US forces last year challenged the excessive maritime claims of 13 countries throughout the world including the Philippines, China, Vietnam, Malaysia and Taiwan, the Pentagon said.
In a report released on Monday, it said a US Freedom of Navigation (FON) program was implemented actively every year against excessive maritime claims by claimants in every region of the world in support of the Defense Department’s global interest in mobility and access.
The FON program encompasses all of the rights, freedoms and lawful uses of the sea and airspace available to all nations under international law.
The report provided a summary of excessive maritime claims challenged by US forces in fiscal year 2015 from Oct. 1, 2014 to Sept. 20, 2015.
Eight of the 13 countries challenged were Argentina, Indonesia, India, Iran, Libya, the Maldives, Nicaragua and Oman.
The other five have competing claims to parts of the South China Sea, including the West Philippine Sea.
China’s excessive maritime claims were listed as excessive straight baselines, jurisdiction over airspace above the exclusive economic zone (EEZ), restriction on foreign aircraft flying through an air defense identification zone (ADIZ) without the intent to enter national airspace, domestic law criminalizing survey activity by foreign entities in the EEZ; and requiring prior permission for innocent passage of foreign military ships through territorial sea.
The Philippines was cited for claiming archipelagic waters as internal waters and Vietnam for excessive straight baselines and requiring prior notification for foreign warships to enter its territorial sea.
Taiwan was faulted for requiring prior notification for military or government vessels to enter its territorial sea and Malaysia for requiring nuclear-powered ships to enter its territorial sea and requiring consent for military exercises or maneuvers in the EEZ.
The Association of Southeast Asian Nations (ASEAN) and Australia underlined the importance of maintaining peace, security and stability and freedom of navigation and overflight in the South China Sea.
At the 28th ASEAN-Australia Forum held in Canberra last April 21 and 22, ASEAN and Australia agreed that disputes should be resolved peacefully, including full respect for legal and diplomatic processes, and without resorting to the threat or use of force, in accordance with universally recognized principles of international law, including the 1982 UNCLOS.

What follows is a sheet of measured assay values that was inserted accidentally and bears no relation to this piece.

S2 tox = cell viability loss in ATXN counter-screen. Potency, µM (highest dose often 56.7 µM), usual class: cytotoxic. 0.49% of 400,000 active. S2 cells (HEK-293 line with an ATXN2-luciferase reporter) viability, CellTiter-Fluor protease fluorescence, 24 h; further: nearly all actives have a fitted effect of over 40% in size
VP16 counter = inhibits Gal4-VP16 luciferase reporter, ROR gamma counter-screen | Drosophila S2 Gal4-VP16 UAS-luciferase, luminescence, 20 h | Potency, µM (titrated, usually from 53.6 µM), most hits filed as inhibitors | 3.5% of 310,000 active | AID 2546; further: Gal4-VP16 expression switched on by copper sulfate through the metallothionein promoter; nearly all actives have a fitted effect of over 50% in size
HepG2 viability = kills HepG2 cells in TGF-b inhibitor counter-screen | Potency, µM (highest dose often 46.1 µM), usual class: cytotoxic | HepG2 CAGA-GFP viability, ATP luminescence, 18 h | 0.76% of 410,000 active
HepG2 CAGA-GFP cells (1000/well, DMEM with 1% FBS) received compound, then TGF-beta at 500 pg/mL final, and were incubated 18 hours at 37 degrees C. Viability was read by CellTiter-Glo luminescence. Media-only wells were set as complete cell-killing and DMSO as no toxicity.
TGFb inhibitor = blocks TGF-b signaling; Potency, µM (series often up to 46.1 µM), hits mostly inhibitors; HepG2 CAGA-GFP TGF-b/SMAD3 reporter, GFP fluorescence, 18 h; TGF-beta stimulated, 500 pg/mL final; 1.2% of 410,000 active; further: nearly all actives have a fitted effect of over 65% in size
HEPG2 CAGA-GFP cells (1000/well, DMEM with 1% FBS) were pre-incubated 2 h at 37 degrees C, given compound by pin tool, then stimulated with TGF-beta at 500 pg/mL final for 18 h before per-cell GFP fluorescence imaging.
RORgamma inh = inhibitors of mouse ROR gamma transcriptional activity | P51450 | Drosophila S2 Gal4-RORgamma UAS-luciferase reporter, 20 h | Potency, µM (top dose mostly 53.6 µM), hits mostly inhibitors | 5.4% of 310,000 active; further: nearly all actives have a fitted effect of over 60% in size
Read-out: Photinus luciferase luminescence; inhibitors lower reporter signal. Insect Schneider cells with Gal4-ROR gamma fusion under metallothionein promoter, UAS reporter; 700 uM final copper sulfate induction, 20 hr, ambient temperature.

The Philippines, led by Assistant Secretary Helen de la Vega of the Department of Foreign Affairs (DFA)-Office of ASEAN Affairs, participated in this year’s forum that was co-chaired by Australian Gary Quinlan and Country Coordinator Aung Lynn of Myanmar.
During the dialogue, ASEAN and Australia reviewed the status of political security, economic and socio-cultural cooperation in support of ASEAN’s Vision 2025. Both sides committed to deepen existing cooperation as they prepare for the 1st biennial ASEAN-Australia Summit in September 2016 in Laos.
The DFA said there was an extensive discussion on regional and international developments.
De la Vega said “the Australians want to deepen engagement with ASEAN and regional partners would maintain a rules-based regional order.”
Both sides concurred that the regional architecture must continue to evolve as an ASEAN-centric and rules-based order and agreed to explore further joint action under ASEAN-led mechanisms.
ASEAN and Australia are both keen to advance ASEAN-Australia connectivity.
Both sides welcomed the creation of the ASEAN-Australia Council, which is taking a lead in promoting women’s economic empowerment and educational exchanges.
Japanese ship visitAnother Japanese warship made a port call in the Subic Bay Freeport yesterday, underscoring the increasing visits of the Japan Maritime Self-Defense Force (JMSDF) vessels amid the strengthening of defense cooperation between the Philippines and Japan.
The Japanese helicopter carrier JS Ise docked at the Alava Pier for a four-day goodwill visit and maritime training and cooperation between Japanese and Philippine Navy personnel.
The ship carries four helicopters and has 360 officers and men, headed by Capt. Masaki Takada.
JS Ise’s visit to Subic is the third time that JMSDF ships made a port call in the country this year.
Two warships, Uraga and Takashina of the JMSDF Minesweeper Division 51 under the command of Capt. Toshiro Takaiwa, visited Manila on March 2.
The ship visits took place after the two countries signed an agreement for Japan’s transfer of defense equipment and technology to the Philippines.
Submarine ship Oyashio (SS-551), along with two destroyer ships, also visited Subic on April 3.
The ship visits, according to Japanese and Philippine Navy officials, aim to enhance “the already strong relationship” of the Philippine Navy and the JMSDF and promote regional peace and stability.
It also aims to enhance maritime cooperation, according to Philippine Navy Capt. Lued Lincuna, director of the Naval Public Affairs Office.